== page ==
Vice News recently did a piece on the juggernaut that is Fortnite. Part of the piece involved looking at professional Fornite boosters, people who get paid to play on other people’s accounts to boost their stats which is not new for gaming. However, next up was the story of a father who hired a Fortnite tutor for his son who was being bullied for being bad at the game. It was at this point I had to turn it off.

Look, I understand that there is a certain amount of shit talk allowed when it comes to being bad a games. However, getting full on bullied to the point that your parent hires a tutor? Kids and adults alike have begun taking games WAY too seriously. Mass reports of addict like and volatile behavior. This got me thinking about the effect esports is having on game culture.

In many ways esports has been a key factor in pushing video games into a very mainstream space. It has attracted the attention of investors who have begun readily pumping money into the medium. Esports is moving toward the peak of its gold rush phase. Streaming is commanding millions of viewers with millions content creators all vying to become earners. With all this attention I feel there is somewhat of a blinder effect happening where esports has become the center of the game universe. I think some game developers are getting a little high on this wave of excitement.

There is so much emphasis on pro and competitive level play that developers have begun designing games around that mentality. Multiplayer games are obviously meant to encourage competition, but as long as I have been playing them there has always been room for casual scrubs like myself to get in the mix and have a good time. Nowadays I have noticed a lot of multiplayer games opting for more high execution controls.

Pro-gamers these days have gained a lot of clout when it comes to consulting on game design and mechanics which can be a good thing. Pro gamers have a lot of knowledge casual gamers don’t, but their preferences can be alienating and daunting to the casual audience. This is where the rift between casual has often flared up.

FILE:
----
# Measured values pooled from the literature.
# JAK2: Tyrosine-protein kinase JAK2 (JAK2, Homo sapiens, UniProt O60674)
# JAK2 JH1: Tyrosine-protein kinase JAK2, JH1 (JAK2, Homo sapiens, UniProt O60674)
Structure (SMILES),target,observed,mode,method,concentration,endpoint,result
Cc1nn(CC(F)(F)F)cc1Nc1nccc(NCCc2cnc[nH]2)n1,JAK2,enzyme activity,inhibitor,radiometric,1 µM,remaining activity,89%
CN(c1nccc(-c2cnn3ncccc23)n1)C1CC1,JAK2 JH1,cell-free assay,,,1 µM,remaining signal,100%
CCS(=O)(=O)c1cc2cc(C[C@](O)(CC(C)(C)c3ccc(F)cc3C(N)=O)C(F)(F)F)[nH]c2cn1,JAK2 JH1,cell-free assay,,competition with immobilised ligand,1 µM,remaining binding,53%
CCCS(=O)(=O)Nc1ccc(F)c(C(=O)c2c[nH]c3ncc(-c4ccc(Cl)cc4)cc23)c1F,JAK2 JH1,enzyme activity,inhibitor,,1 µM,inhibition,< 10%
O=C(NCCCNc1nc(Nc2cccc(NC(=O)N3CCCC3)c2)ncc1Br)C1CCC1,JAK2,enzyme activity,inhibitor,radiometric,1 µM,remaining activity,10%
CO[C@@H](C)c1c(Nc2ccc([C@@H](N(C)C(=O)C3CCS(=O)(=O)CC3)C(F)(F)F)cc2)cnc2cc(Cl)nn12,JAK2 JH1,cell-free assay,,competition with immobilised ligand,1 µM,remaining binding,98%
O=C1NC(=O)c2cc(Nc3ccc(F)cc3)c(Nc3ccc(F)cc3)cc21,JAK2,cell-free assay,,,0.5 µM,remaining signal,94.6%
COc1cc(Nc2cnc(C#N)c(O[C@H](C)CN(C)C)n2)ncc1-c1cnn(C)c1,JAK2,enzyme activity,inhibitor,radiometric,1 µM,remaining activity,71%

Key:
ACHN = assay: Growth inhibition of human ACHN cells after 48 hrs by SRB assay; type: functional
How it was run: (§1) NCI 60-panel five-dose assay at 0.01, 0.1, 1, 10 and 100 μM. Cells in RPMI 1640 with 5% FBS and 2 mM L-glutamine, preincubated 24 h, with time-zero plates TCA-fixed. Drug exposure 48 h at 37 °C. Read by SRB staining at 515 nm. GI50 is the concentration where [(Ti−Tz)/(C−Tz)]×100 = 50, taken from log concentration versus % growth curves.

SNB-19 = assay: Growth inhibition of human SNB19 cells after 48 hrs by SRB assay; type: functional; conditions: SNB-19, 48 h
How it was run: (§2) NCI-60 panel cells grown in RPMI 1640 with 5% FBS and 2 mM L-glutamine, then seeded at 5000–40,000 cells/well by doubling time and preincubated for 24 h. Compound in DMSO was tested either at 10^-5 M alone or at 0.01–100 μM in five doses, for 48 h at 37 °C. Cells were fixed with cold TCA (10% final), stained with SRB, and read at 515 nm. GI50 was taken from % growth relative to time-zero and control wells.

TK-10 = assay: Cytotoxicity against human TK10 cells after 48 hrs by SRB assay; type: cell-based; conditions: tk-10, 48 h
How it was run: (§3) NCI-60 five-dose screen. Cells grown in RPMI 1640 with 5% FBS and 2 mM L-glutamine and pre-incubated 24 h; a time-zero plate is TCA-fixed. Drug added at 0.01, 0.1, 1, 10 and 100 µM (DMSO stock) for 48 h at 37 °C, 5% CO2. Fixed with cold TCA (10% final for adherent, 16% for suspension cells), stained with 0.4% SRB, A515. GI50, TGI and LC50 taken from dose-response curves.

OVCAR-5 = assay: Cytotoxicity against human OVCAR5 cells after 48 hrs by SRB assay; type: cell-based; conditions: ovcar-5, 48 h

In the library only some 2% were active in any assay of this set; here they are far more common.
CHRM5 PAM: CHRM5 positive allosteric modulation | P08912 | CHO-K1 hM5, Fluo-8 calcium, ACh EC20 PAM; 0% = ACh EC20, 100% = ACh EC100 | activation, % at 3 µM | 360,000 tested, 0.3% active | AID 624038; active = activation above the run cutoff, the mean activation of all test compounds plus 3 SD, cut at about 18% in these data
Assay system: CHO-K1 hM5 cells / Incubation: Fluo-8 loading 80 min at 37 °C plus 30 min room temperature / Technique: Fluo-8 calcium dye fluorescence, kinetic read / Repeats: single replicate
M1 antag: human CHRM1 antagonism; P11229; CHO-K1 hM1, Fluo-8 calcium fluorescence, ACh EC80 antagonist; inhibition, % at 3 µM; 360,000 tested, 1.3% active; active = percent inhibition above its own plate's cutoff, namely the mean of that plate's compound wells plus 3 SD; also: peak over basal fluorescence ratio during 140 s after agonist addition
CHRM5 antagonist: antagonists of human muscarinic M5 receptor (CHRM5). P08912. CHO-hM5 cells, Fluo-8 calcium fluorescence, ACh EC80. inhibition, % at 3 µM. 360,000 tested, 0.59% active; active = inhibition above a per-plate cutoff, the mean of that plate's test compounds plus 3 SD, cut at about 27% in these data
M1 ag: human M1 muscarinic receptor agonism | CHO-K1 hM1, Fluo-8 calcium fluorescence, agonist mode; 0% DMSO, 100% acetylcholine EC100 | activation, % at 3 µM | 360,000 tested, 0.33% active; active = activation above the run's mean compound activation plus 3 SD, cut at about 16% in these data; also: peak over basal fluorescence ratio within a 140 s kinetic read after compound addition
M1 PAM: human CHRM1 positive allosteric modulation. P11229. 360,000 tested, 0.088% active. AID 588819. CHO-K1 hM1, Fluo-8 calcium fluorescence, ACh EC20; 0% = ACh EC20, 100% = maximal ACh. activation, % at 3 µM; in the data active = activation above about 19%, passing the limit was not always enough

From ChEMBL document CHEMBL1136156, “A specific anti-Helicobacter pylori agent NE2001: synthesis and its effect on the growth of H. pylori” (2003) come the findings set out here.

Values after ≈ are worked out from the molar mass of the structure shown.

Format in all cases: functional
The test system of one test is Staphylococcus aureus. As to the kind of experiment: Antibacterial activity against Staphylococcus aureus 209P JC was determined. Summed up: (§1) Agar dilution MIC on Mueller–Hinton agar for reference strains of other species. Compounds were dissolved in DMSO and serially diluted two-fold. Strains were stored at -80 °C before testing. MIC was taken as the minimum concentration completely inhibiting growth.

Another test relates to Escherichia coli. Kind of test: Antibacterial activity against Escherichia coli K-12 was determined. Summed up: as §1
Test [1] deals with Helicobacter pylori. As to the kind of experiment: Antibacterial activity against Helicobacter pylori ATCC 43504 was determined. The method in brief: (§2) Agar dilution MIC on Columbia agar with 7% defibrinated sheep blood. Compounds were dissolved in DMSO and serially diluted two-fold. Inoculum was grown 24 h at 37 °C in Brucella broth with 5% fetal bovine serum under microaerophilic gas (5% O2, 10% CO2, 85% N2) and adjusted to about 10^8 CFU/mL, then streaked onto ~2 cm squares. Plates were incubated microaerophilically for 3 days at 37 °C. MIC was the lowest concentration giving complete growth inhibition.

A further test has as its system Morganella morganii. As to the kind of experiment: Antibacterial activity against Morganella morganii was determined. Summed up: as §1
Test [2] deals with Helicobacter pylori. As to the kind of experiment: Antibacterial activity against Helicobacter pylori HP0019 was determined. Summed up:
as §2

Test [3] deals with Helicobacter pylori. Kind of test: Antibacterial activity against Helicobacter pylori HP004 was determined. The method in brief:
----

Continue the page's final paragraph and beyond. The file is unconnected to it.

An important thing to keep in mind when it comes to pushing the competitive edge is that the majority of gamers are not pro nor are they aiming to play at a pro level. I think it is also important to note that despite massive increase in visibility and investment in esports, it has not had a direct effect on game sales. This can often be a sore point with esports enthusiasts. “Esports has a massive audience, that’s a lot of exposure.” As someone who covers esports I can say that it can certainly feel like esports is a solid investment when you’re in the scene. However there are whole sections of the game industry that operate completely outside of any esport influence.

I think there is a place in the world for games designed purely for high impact competition. There are also games that have the ability to straddle both demographics. Heavy hitters like Call of Duty have been doing it for years by simply separating out playlists. What has me concerned is the trend where games that had casual appeal start going all in on pro hard design. A good example of this is the nature of the multiplayer in Halo 5. I have been playing the Halo Franchise since the beginning and this time I was very turned off. There amount of damage required to down an opponent is over-extended. There are no social playlists. The game became exhausting instead of enjoyable. It has me wary if I want to continue to put time into the franchise.

Gamers both young and old often have lives outside of gaming, whether it’s school or work. Games do not have to be obsessively played to make money. I think breakout hits like Sony’s Spiderman prove that. A game designed strictly for a pro playing audience should consider just how large that audience will be. As 2019 rolls in, my hope is that developers and investors remember that games should be fun first above anything else.

Written by Rebecca Rothschild @rbonksr